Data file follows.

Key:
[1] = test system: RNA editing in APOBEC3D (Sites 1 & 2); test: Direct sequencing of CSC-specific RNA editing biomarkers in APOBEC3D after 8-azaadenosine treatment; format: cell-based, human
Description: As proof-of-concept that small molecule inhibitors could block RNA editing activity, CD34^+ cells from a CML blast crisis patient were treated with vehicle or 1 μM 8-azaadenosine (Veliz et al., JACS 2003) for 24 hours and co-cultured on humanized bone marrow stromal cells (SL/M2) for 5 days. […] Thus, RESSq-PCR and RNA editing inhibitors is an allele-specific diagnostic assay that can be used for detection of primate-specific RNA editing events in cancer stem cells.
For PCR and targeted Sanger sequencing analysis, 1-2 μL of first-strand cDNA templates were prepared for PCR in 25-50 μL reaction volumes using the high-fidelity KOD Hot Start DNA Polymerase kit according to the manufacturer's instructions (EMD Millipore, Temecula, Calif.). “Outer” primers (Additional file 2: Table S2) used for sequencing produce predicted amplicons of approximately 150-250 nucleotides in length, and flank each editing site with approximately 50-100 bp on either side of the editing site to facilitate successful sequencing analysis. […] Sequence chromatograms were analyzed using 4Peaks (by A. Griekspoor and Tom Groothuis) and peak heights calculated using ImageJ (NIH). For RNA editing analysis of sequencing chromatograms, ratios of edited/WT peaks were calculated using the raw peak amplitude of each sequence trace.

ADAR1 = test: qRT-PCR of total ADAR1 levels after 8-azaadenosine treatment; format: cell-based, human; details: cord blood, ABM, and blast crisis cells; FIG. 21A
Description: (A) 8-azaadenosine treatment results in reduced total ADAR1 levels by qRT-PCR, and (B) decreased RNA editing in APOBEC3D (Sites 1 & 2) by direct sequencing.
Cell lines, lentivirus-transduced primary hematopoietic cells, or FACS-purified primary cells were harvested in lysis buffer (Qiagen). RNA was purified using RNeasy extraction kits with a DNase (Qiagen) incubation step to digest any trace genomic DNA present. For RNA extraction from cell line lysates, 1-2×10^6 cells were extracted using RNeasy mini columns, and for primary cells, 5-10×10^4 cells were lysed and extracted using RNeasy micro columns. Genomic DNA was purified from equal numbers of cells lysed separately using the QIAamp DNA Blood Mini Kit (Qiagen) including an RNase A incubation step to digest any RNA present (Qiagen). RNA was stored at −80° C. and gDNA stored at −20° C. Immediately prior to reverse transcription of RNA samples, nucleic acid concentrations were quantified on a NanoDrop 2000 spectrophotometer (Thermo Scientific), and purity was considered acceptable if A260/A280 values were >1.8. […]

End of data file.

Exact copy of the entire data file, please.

Key:
[1] = test system: RNA editing in APOBEC3D (Sites 1 & 2); test: Direct sequencing of CSC-specific RNA editing biomarkers in APOBEC3D after 8-azaadenosine treatment; format: cell-based, human
Description: As proof-of-concept that small molecule inhibitors could block RNA editing activity, CD34^+ cells from a CML blast crisis patient were treated with vehicle or 1 μM 8-azaadenosine (Veliz et al., JACS 2003) for 24 hours and co-cultured on humanized bone marrow stromal cells (SL/M2) for 5 days. […] Thus, RESSq-PCR and RNA editing inhibitors is an allele-specific diagnostic assay that can be used for detection of primate-specific RNA editing events in cancer stem cells.
For PCR and targeted Sanger sequencing analysis, 1-2 μL of first-strand cDNA templates were prepared for PCR in 25-50 μL reaction volumes using the high-fidelity KOD Hot Start DNA Polymerase kit according to the manufacturer's instructions (EMD Millipore, Temecula, Calif.). “Outer” primers (Additional file 2: Table S2) used for sequencing produce predicted amplicons of approximately 150-250 nucleotides in length, and flank each editing site with approximately 50-100 bp on either side of the editing site to facilitate successful sequencing analysis. […] Sequence chromatograms were analyzed using 4Peaks (by A. Griekspoor and Tom Groothuis) and peak heights calculated using ImageJ (NIH). For RNA editing analysis of sequencing chromatograms, ratios of edited/WT peaks were calculated using the raw peak amplitude of each sequence trace.

ADAR1 = test: qRT-PCR of total ADAR1 levels after 8-azaadenosine treatment; format: cell-based, human; details: cord blood, ABM, and blast crisis cells; FIG. 21A
Description: (A) 8-azaadenosine treatment results in reduced total ADAR1 levels by qRT-PCR, and (B) decreased RNA editing in APOBEC3D (Sites 1 & 2) by direct sequencing.
Cell lines, lentivirus-transduced primary hematopoietic cells, or FACS-purified primary cells were harvested in lysis buffer (Qiagen). RNA was purified using RNeasy extraction kits with a DNase (Qiagen) incubation step to digest any trace genomic DNA present. For RNA extraction from cell line lysates, 1-2×10^6 cells were extracted using RNeasy mini columns, and for primary cells, 5-10×10^4 cells were lysed and extracted using RNeasy micro columns. Genomic DNA was purified from equal numbers of cells lysed separately using the QIAamp DNA Blood Mini Kit (Qiagen) including an RNase A incubation step to digest any RNA present (Qiagen). RNA was stored at −80° C. and gDNA stored at −20° C. Immediately prior to reverse transcription of RNA samples, nucleic acid concentrations were quantified on a NanoDrop 2000 spectrophotometer (Thermo Scientific), and purity was considered acceptable if A260/A280 values were >1.8. […]